You might expect the winners of a California high school culinary competition to come from one of the state’s restaurant destinations like Los Angeles, San Francisco or Sonoma County. But a month ago, the top prize went to tiny Greenville High School in Plumas County.
When the announcer called out, “Let’s hear it for Greenville!” the team of five walked onto the convention floor in Pomona looking like pros. Wearing chef coats, the students calmly navigated their 10-by-10 space — and each other — cooking their Italian-influenced meal on just two burners, and using only manual tools. No blenders allowed. They improvised when their pasta maker wouldn’t attach to the table and the burners ran hotter than the ones they’d practiced with.
At the awards ceremony, it was clear the judges liked what they saw and tasted. When Greenville’s name was called for the championship, the winners stumbled up to the stage, laughing and crying in disbelief.
A few weeks later, after spring break, the students are back at school practicing in a makeshift space in the teachers’ lounge. Two burners sit on top of stacked folding tables, approximating the competition layout.
They tell me about the dishes that led the California Restaurant Association Foundation to hand them the win, the ones they’re now finessing for the national championship this weekend in Charleston, South Carolina.
Tanner Meigs describes the appetizer he’s making.
“Authentic ravioli that has ricotta cheese on the inside with an arugula, sun-dried tomato and garlic filling. Then it’s coated with a brown butter sauce with shallot, sage, shitake mushroom and bacon,” he says.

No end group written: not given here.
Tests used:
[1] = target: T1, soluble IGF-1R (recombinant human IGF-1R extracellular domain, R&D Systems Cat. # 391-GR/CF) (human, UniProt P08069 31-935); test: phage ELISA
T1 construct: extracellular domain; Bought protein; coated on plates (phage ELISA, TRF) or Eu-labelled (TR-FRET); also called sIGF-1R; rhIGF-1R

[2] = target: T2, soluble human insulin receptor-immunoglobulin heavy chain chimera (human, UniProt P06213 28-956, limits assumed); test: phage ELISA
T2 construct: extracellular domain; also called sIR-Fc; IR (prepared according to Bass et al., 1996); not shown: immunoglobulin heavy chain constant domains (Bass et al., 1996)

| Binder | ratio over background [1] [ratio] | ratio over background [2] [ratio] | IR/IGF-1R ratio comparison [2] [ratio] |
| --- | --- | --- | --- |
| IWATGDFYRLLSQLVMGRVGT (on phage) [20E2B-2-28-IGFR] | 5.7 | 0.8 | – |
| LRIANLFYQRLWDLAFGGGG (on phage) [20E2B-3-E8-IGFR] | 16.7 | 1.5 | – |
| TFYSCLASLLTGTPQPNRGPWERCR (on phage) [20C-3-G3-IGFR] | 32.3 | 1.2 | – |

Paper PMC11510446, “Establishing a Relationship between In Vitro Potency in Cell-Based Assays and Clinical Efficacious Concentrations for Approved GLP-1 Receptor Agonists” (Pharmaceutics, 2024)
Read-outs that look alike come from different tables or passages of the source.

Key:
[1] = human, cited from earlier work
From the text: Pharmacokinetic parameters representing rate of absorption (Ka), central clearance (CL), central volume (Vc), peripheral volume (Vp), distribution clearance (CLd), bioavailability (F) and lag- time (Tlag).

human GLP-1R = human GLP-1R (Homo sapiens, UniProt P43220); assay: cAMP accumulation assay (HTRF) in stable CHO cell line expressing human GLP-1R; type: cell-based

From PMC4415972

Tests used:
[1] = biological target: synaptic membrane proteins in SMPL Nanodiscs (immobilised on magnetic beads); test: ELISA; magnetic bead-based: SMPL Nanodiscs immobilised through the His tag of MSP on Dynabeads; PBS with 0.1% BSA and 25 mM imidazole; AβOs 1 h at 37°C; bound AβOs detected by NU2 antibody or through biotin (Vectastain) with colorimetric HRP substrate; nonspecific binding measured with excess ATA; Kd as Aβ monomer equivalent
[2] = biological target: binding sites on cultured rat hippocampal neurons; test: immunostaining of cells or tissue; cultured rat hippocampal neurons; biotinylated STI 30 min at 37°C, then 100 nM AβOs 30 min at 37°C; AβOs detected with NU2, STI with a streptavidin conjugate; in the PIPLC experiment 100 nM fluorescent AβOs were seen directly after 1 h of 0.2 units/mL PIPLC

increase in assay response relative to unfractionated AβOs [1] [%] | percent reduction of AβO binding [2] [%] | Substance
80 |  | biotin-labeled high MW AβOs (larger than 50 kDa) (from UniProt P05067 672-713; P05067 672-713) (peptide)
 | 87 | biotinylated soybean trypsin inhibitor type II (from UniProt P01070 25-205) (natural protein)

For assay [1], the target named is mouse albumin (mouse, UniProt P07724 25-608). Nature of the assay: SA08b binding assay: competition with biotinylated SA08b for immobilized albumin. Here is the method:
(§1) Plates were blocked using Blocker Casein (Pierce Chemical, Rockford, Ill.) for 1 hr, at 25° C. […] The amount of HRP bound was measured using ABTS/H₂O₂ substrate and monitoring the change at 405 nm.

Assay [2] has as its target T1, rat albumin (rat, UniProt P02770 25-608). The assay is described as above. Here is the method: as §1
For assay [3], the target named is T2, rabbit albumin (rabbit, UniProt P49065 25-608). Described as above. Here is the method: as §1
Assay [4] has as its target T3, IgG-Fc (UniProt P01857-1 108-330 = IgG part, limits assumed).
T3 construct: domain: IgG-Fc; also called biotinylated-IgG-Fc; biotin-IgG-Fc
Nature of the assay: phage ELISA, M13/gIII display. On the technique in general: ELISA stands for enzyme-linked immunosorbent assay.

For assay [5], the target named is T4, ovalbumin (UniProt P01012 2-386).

He’s cooked most of his life — frying up his first pork chop with his grandfather at age 7. Before joining the culinary team, though, Tanner says he had eaten ravioli only out of a can. Now he makes fresh pasta in seven minutes.
Chainy Carson is in charge of the entree, a fish dish. “It’s called all’acqua pazza, which translates roughly to ‘crazy water,’ fish in a broth,” with shrimp, calamari, crushed tomatoes and chili, he explains.
“Our dessert, the judge told us that we knocked it out of the park,” says Kelsey Heard who, along with Destiny Potts, is responsible for the parfait with lemon curd, pickled berries, fennel and a cookie. Sidney-Lyn McIntosh is the team manager, keeping the cooks on track.
Before the competition, the team met every day after school and on weekends, sometimes cooking their meal twice in a row to make sure they could complete all three dishes within the allotted hour, and throw their hands up before time ran out. Their expectations were modest.
“We kept telling ourselves: ‘Let’s be top 10,’ ” says Tanner.
They were prepared, not just for the hour of cooking but for less subjective categories like paperwork. Chainy, who will study biology at UC Santa Cruz in the fall, did most of the calculations.
“For the menu pricing and ingredient cost. It took forever,” he says. But they did really well on those criteria. “The power of math,” he says with a laugh.